It’s Sabotage

Now I’m going to have that Beastie Boys song in my head forever.

One thing I’ve already taken away from my short story workshop is how much the first few paragraphs of a short story really set the stage. They set up reader expectations and provide a base point from which the story can be launched. I think on some level I knew this, but it was never concretely or with any sort of conscious awareness.

It’s also helped me a bit with thinking about my longer works. I will say it’s no secret to my friends that I struggle with my first chapters. Often they don’t “feel right” or there’s something about them that doesn’t click with the rest of my story. Now that I’m more aware of what are some really important things that a story opening does, I think that will help my first chapter writing as well.

For instance, the point where I had chosen to start the story currently codenamed Empire kept feeling wrong, although it was fun. After turning it around in my mind, I think the reason is that it’s far more goofy than the rest of the story, and though it tries to hook with action, there’s very little “stage-setting” because you’re dumped direct into action with no moment to get an idea of where that action is taking place.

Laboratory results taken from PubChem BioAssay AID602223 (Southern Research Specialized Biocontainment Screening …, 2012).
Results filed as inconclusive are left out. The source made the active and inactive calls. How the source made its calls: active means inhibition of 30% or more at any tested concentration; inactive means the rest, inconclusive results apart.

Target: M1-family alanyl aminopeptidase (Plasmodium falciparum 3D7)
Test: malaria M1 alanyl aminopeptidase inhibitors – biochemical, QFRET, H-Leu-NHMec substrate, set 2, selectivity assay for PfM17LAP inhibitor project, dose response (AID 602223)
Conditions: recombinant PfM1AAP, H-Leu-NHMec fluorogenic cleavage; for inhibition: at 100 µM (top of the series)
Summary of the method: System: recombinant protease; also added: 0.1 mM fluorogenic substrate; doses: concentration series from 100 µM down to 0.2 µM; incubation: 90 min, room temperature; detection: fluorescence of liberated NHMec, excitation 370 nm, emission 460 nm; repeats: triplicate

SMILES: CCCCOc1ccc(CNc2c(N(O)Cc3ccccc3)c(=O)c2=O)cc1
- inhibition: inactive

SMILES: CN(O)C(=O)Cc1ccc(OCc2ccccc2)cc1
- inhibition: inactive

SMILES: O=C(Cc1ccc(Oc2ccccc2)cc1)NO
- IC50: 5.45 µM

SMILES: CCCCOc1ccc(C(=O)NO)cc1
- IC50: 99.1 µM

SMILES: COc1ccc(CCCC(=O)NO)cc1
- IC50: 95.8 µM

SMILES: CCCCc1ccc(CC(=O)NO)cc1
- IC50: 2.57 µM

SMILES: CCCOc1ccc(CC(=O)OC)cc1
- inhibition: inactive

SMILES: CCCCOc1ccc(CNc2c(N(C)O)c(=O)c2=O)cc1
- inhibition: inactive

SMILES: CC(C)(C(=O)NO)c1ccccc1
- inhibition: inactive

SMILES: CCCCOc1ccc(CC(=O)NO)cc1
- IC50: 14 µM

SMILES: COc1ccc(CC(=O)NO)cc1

And now back to the title of this post. I’m finding myself doing that self-sabotage thing again. Where I stop believing in something and let my doubts win and give up on my ideas while they’re still half-formed, half-written. I’m really excited about “Empire,” but thus far, I haven’t been able to interest any friends in the idea, and I’ll confess, the Evil Little Voice in my head has been creeping up and whispering “then why waste months writing something someone will never read?”

(Usually I hit this point somewhere around halfway into the story. Not sure why it’s so early with Empire. Maybe because I have plotted out the whole thing, so in my mind, it’s half-done? Which it isn’t. But who can explain brains?)

I can’t let the Evil Voice win. It wins too often with me, anyway.

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